The Consumer Unity and Trust Society has written to the Zambia Information and Telecommunications Authority raising serious concerns over the failure by the contractor erecting telecommunications towers in rural areas to adhere to technical specifications.
In a letter to ZICTA Director General Margaret Chalwe Mudenda dated January 29 2015, CUTS Lusaka Centre Coordinator Simon Ng’ona said investigations by his organisation has discovered that the contractor failed to meet the rural macro coverage of at least 5 Km in radius requirement as specified in the bidding document.
ZICTA awarded Huawei the contract to install 169 mobile telephone base stations in rural areas to boost connectivity to remote communities in a project expected to gobble K 1 million.
The first tower was officially launched in April, 2014 at Matanda in Luapula Province at a ceremony officiated by then Vice President Guy Scott.
But CUTS under its having your say by monitoring service delivery of public projects inspectedKaindu, Matanda, Malendema and Shakumbira towers and as of October 2014 found that only two out of four towers had network life.
At the Matanda tower, the coverage was 1.65 km as opposed to the prescribed 5 km radius.
This entailed that 3.35 km meters was not being serviced. Similarly, the installed tower at Malendema site could only cover up-to a distance of 2.8 km. This was below the set minimum standard or requirement.
‘The 2.8 km entailed that only 56 percent was being serviced and 44 percent was not. Despite this radius level being more than that of Matanda, it still falls far short of the minimum set standard. And this raises the question of the capacity of the service provider and how these installations are being monitored,’ Mr Ng’ona wrote.
He stated that there is no excuse for the contracted service provider to fail to meet this provision as it is critical adding that ZICTA’s defence on this brings some form of discomfort and our plea is for ZICTA to look at our concern pragmatically in the spirit of partnership.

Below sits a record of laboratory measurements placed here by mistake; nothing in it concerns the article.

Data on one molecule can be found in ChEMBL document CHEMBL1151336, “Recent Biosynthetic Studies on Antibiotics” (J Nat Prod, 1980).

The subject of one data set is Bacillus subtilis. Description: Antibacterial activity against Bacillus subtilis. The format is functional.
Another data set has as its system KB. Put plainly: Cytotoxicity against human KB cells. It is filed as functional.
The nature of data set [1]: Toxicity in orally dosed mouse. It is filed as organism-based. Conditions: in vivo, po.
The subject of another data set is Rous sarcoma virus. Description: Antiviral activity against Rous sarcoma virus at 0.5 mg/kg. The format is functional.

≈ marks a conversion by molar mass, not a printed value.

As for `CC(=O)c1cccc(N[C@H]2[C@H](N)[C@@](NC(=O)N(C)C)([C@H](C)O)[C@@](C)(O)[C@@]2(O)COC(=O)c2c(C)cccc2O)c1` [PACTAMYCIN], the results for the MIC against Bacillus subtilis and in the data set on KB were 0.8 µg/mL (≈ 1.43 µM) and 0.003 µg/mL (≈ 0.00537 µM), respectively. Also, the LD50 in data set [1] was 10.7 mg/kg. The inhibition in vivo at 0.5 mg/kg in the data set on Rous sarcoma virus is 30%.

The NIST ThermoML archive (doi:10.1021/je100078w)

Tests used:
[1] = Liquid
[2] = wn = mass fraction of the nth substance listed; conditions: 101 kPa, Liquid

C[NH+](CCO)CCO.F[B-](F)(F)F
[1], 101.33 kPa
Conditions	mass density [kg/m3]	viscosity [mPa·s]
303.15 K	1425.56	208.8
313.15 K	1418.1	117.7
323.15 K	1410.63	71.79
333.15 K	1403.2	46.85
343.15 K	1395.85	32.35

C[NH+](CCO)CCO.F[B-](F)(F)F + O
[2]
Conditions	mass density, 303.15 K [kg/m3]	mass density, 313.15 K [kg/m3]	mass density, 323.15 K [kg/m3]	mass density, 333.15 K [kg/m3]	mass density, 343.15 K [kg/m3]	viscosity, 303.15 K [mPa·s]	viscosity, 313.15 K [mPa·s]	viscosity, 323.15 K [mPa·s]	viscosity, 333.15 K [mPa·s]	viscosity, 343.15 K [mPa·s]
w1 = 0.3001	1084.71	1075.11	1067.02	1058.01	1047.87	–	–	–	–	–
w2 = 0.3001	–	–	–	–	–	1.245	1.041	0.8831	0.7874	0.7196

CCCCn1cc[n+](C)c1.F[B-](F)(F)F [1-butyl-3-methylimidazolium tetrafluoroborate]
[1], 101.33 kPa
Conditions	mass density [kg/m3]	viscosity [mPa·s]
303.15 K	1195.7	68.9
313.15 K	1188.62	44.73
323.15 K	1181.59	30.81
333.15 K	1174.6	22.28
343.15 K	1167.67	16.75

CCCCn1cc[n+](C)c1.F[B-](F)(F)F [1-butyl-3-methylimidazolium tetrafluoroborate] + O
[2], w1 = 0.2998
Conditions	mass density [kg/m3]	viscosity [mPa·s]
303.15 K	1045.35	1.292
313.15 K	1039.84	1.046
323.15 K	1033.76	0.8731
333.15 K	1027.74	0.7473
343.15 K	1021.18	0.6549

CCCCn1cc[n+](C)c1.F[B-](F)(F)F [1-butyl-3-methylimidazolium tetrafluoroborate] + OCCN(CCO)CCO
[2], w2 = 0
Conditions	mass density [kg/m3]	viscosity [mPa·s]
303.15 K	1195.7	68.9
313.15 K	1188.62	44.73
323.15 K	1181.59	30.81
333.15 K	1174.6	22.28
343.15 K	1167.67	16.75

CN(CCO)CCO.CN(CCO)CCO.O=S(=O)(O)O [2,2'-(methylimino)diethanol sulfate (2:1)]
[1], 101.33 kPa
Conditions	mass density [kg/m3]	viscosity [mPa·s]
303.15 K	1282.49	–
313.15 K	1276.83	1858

‘We are in no way trying to vindicate ZICTA. We are in actual sense complimenting ZICTA’s work by demanding that the contracted vendor meets ZICTA’s requirements as provided for in the specifications.’
He added, ‘We believe that ZICTA saw it fit to include in the ToRs a requirement that all towers being erected should meet rural macro coverage of 5 km. We understand that this decision was informed by a scientific needs assessment and therefore no compromise should be entertained. ZICTA being a public institution specified this prescription on behalf and for the benefit of citizens/communities. And every citizen’s democratic enjoyment of this service cannot be guaranteed under conditions where basic characteristic of the ToRs are stifled.’
‘We would like to end by encouraging ZICTA to ensure that all concerns under Phase I should be addressed before the phase II ensues. It will not be ideal to transport inefficiencies of phase one in phase two,’ he wrote.
He added, ‘ZICTA should be firm on this and demand that all towers erected in phase one meet the 5 kilometres coverage before phase two starts. Failure to do so, the contract should be halted. We are being strong on this issue because public resources (USD 13.5 million dollars) are at stake and we feel duty bound to play a watchdog role and thereby contribute to ZICTA’s successes.’